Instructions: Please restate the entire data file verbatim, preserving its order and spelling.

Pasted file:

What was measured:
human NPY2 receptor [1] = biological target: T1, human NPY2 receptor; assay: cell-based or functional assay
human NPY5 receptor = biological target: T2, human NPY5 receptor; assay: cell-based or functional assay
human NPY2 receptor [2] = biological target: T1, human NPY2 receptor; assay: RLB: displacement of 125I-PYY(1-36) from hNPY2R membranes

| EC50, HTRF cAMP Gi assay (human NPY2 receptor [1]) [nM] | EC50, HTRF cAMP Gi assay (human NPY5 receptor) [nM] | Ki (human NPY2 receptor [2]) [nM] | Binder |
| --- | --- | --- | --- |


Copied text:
What was measured:
human NPY2 receptor [1] = biological target: T1, human NPY2 receptor; assay: cell-based or functional assay
human NPY5 receptor = biological target: T2, human NPY5 receptor; assay: cell-based or functional assay
human NPY2 receptor [2] = biological target: T1, human NPY2 receptor; assay: RLB: displacement of 125I-PYY(1-36) from hNPY2R membranes

| EC50, HTRF cAMP Gi assay (human NPY2 receptor [1]) [nM] | EC50, HTRF cAMP Gi assay (human NPY5 receptor) [nM] | Ki (human NPY2 receptor [2]) [nM] | Binder |
| --- | --- | --- | --- |